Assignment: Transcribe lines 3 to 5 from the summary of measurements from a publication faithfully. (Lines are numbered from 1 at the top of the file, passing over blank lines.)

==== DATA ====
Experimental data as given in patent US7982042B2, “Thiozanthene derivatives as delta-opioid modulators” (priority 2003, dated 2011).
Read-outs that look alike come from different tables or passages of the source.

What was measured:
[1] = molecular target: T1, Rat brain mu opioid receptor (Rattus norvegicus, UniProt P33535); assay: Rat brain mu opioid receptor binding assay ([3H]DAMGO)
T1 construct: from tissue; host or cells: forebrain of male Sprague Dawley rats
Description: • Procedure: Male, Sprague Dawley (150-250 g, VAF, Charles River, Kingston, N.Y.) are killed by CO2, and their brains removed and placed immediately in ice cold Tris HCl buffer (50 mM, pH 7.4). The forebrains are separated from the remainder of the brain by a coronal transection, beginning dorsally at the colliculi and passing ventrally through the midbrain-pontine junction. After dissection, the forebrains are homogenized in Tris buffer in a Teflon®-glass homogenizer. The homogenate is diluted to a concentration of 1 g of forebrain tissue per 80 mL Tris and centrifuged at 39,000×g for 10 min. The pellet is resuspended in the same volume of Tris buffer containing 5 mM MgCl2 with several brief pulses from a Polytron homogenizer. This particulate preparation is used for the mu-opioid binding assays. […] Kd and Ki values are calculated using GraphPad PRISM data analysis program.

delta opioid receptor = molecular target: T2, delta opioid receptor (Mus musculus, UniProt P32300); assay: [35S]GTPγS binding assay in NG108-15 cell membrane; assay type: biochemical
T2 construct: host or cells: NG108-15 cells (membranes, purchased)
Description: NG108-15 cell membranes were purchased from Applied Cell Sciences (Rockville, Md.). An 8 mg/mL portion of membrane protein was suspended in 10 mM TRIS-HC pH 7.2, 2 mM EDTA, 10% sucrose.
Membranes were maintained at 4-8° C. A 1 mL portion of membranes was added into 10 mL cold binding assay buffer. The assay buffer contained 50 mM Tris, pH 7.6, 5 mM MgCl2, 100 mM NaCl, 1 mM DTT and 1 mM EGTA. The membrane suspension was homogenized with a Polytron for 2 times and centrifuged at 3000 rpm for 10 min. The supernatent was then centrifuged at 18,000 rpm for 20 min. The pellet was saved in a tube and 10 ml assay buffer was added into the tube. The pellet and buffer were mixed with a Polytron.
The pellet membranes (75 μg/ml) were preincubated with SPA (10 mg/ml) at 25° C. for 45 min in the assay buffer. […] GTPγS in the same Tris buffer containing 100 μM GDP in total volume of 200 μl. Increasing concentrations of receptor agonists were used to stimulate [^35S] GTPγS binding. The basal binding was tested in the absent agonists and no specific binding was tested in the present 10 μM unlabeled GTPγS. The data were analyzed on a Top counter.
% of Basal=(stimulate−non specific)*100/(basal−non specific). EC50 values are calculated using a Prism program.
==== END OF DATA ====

What was measured:
[1] = molecular target: T1, Rat brain mu opioid receptor (Rattus norvegicus, UniProt P33535); assay: Rat brain mu opioid receptor binding assay ([3H]DAMGO)
T1 construct: from tissue; host or cells: forebrain of male Sprague Dawley rats